Maintain my Church

This article was posted on: September 11, 2018

William (Bill) F. Crogan answers the call at St. Bridget Parish in Ettrick


William (Bill) Crogan is the person one contacts when something needs to be fixed, maintained, modified or constructed at St. Bridget Parish in Ettrick. He would rather repair something than replace it with new. Bill adopted an attitude from his grandfather, who had a saying: “Fix it up and make it do.” Bill is St. Bridget’s director of maintenance.

Evelyn and Bill were married in 1964 at St. Bridget Church and are shown here with Bill’s parents Ida (left) and Vilas (right). [Photo Credit: Wedding Album Photo provided by William F. Crogan]

Bill was born in 1940 at St. Charles, Minn., to Vilas and Ida Crogan. At that time, Bill’s father worked as a traveling farmhand and would go to Iowa to pick corn — by hand! Bill says, “His dad told him that a good person picking corn by hand would have three ears in the air at once: one before it hit the bang board (high side on the horse-drawn double-box wagon), one in mid-flight and one leaving the hand.”
Six years after Bill was born, he and his parents moved back to Ettrick to rejoin the rest of the Crogan family, who settled in the hills and valleys of this part of western Wisconsin known as the “Coulee” (from the French for “flow”) region. “Our family originally came to the States from Ireland in the mid-1800s and settled in Bloomfield, N.J., where they ran mills making men’s felt hats. [Subsequently,] one of the sons traveled to Ettrick to farm [upon hearing that there was farmland available in Wisconsin].”

Bill was in high school when he got his first “real” job. “It was in 1956 pushing a mower [by hand] on the grounds of the [St. Bridget Catholic] cemetery. I got 85 cents an hour. It took me two days to do the mowing,” he says. Bill was hired by his father, Vilas, who was the sexton of St. Bridget at that time. Vilas and several others assisted Father Murphy in organizing the cemetery, which dates back to 1862, and building the first maintenance building. “In the early days, a lot of the monuments were made of wood. There was no mowing – that was a modern invention. After a while, the wood would rot and disappear. Steam engines [working in adjacent fields] would come down the hill by the cemetery, sending sparks into the grass, which would catch on fire burning the wooden monuments,” Bill explains. Eventually, stone monuments replaced wooden ones. Bill’s father took on the responsibility of selling lots and maintaining the clean-cut look of the cemetery and its records, a role that Bill’s brother, Donald, fills today. Most recently, Bill designed and built the cemetery maintenance building using funds donated by the Walter Wall family.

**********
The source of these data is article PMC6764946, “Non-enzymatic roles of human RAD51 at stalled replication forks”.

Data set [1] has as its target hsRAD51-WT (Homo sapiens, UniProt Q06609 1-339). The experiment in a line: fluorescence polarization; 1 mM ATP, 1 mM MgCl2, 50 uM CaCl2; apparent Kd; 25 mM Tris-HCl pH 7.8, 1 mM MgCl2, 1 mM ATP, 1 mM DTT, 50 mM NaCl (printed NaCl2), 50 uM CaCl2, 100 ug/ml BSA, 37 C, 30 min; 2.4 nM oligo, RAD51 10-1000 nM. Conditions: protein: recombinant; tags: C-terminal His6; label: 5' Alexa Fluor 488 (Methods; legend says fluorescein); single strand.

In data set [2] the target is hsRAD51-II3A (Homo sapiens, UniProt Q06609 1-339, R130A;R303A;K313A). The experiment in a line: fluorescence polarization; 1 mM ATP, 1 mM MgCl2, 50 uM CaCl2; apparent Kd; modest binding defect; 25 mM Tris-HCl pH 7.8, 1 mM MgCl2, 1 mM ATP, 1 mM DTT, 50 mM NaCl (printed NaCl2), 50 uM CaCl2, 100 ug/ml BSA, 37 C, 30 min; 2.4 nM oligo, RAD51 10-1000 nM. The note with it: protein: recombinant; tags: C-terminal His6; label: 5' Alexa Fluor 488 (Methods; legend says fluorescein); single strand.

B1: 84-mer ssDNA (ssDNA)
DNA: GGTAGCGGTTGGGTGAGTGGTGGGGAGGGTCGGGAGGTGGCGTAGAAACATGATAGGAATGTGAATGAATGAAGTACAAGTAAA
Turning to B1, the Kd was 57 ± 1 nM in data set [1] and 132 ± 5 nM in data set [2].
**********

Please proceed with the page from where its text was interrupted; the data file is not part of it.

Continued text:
“He adopted an attitude from his grandfather who had a saying: ‘Fix it up and make it do.’”

Following high school, Bill enrolled in DeVry University in Chicago, where he earned an associate degree in applied science and industrial electronics. He went to work for General Dynamics, which was building Atlas missile sites. After that project was complete, Bill went to work for Boeing, which was constructing the Minuteman missile systems. It was during the time he was working in North Dakota that he met his future wife, Evelyn. Originally from Vermont, she traveled with another Boeing family, caring for their children. Bill and Evelyn briefly came back to Ettrick to be married in St. Bridget Church in 1964. Then the couple traveled all over the United States while Bill worked on the Boeing project – about 1,000 Minuteman sites in all in more than 17 years.

After the Minuteman project ended, Bill and Evelyn returned to the family farm in Ettrick, where Bill went to work with the local telephone company: General Telephone at first, then GTE and now CenturyLink: Bill retired from that job in 2006 after 20 years.

Bill said, “A lot of people dream of traveling to this place or that place. Well, we got a chance to travel from coast to coast and I got paid to do it. Now I don’t need to travel anymore. Ettrick is the best place to live. You just feel free.”

Bill Crogan stands in front of the altar area of St. Bridget Church.

Despite an early absence from Ettrick and the St. Bridget Parish community, the strong bond that Bill and Evelyn formed with the Crogan family and the extended St. Bridget Catholic family was not broken, and eventually brought them back home to enjoy neighbors and the tranquil countryside of the Coulee hills and valleys where life is more relaxing and tends to be less stressful than that found in urban areas. Bill and his brother, Donald, continue the legacy of their father by caring for St. Bridget Church and Cemetery, overseeing repairs and records. As a youth, he served for Mass, reciting the prayers in Latin. Today, he pulls on the rope that rings the bell that calls people to worship on Sundays.

St. Bridget parishioners of Ettrick can rest easy knowing Bill is on the job directing the maintenance of their church. Bill’s family is one of about 90 families that take enormous pride in St. Bridget Church and help maintain it as a special holy place to honor our Lord.

St. Teresa of Calcutta once said, “Faith in action is love, and love in action is service. By transforming that faith into living acts of love, we put ourselves in contact with God Himself, with Jesus our Lord.” Bill Crogan lives his faith in this way and offers this observation, “I could see early on that the Church, although spiritual in nature, also had physical needs to survive and flourish. I have just tried to provide a wee bit of time, talent and treasure when able to fulfill the needs as they may arise. The Lord helps those that help others!”

Story and Photography by Robert Rogers



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